media bias

Mainstream science reporting is generally awful.
Telling stories about health science, 
“The pandemic today is almost unrecognizably different. In the United States, an acute, terrifying catastrophe has given way to the monotony of lowered expectations. There are no makeshift morgues in the streets.
ACSH was founded in 1978 to fight back against misinformation in the media, primarily involving the safety of food and "chemicals." We have been debunking "fake news" decades before the term came into existence.
In the mediocre but strangely prescient James Bond movie Tomorrow Never Dies, the villain is a media mogul named Elliot Carver who tries to instigate a war between the UK and China to grow his empire.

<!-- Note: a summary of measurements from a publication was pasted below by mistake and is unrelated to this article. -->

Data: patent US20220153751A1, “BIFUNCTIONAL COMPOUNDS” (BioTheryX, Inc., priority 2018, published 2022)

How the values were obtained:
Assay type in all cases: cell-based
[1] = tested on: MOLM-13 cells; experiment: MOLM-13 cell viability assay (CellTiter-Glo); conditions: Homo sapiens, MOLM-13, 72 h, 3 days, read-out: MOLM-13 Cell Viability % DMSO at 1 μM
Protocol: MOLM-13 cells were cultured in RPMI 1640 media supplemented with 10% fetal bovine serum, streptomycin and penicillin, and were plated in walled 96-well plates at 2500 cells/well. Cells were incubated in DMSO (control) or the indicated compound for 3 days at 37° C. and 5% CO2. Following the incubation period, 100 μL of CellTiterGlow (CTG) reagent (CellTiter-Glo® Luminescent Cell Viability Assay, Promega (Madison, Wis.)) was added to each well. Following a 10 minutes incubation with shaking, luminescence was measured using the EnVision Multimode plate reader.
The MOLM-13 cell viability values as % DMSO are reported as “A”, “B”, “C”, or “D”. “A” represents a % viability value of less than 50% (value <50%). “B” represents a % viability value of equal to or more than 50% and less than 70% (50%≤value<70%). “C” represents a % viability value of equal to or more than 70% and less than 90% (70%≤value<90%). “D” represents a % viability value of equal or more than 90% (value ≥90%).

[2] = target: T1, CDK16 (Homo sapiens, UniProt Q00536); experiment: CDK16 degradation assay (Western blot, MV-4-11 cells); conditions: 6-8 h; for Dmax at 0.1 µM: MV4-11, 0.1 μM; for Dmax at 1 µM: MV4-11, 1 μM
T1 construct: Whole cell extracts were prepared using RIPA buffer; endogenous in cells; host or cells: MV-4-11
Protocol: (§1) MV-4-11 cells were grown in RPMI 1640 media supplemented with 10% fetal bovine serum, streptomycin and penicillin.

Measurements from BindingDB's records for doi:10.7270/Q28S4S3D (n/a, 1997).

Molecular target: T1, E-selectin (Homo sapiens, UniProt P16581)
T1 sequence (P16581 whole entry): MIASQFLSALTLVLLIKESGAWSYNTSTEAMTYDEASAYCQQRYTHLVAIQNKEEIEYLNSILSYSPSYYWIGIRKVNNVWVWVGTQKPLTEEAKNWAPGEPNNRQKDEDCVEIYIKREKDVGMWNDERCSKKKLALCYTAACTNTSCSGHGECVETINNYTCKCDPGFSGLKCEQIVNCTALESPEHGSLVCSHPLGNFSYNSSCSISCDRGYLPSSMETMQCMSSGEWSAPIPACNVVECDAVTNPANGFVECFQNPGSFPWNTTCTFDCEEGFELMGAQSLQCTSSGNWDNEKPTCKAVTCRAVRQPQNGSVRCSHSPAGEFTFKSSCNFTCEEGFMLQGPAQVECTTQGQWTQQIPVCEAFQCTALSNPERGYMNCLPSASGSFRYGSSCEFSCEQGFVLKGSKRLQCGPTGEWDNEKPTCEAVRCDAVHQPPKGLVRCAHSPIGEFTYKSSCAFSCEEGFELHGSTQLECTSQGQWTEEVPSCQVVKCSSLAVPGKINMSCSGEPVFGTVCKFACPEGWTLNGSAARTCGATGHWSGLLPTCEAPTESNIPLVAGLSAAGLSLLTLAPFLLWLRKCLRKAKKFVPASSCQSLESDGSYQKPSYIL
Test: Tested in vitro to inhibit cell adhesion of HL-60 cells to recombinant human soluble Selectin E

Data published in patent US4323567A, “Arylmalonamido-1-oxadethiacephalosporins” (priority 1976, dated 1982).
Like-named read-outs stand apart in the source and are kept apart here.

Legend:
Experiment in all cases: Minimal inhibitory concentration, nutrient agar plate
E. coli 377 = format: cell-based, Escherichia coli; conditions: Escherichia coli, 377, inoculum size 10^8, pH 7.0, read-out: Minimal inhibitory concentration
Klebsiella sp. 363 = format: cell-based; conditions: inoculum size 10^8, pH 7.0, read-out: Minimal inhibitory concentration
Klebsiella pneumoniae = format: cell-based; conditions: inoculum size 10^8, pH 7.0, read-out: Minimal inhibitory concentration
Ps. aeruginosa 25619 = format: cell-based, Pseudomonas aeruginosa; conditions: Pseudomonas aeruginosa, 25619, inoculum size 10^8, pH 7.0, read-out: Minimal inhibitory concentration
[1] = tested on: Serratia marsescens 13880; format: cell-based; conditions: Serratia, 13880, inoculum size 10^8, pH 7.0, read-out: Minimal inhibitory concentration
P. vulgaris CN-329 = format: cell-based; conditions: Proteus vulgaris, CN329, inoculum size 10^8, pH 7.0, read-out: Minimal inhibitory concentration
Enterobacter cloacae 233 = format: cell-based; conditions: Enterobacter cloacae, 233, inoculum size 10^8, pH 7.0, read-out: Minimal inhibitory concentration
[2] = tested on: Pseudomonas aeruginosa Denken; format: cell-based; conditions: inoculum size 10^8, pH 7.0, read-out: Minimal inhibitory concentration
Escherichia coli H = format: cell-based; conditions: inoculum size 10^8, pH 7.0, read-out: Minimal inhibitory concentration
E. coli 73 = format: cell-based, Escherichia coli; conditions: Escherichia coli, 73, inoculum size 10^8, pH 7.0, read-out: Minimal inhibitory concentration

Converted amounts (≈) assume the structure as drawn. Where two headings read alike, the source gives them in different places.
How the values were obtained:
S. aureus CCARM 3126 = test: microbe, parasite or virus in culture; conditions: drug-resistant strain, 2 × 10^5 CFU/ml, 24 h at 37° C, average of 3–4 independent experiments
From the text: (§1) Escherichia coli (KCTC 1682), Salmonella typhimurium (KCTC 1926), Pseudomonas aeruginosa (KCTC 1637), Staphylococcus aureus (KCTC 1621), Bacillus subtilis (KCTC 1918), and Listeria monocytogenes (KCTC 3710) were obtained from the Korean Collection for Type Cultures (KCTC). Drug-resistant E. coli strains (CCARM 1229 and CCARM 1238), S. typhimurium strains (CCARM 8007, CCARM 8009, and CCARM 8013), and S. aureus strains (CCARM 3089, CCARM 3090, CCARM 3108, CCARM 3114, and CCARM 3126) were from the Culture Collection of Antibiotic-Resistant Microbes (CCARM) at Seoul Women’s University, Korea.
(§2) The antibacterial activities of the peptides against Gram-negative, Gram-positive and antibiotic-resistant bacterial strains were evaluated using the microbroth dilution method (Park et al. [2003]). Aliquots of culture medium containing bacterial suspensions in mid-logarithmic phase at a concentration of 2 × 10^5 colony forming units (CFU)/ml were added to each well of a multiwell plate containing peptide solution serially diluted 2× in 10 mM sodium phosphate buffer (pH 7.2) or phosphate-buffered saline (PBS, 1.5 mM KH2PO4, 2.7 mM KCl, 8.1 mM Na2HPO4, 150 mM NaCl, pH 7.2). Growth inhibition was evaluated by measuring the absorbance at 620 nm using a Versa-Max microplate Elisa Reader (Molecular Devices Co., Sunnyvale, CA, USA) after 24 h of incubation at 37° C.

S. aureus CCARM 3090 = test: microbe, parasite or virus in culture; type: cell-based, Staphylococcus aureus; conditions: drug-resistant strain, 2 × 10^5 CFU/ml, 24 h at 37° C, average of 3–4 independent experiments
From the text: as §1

For those Americans who become infected with the novel coronavirus, symptoms include loss of smell, coughing, and high fever. For everyone else, the chief symptom is stupidity.
We have gotten used to trolls and political ideologues spreading misinformation about public health. But it's still a surprise when alleged science journalists do it.
Scientists and science writers are urged to participate more in public debates. However, when we do, we often get libeled and slandered.
David Gura, an MSNBC anchor I've never heard of, apparently has a TV show called "Up." And, like most cable TV show hosts, he has opinions.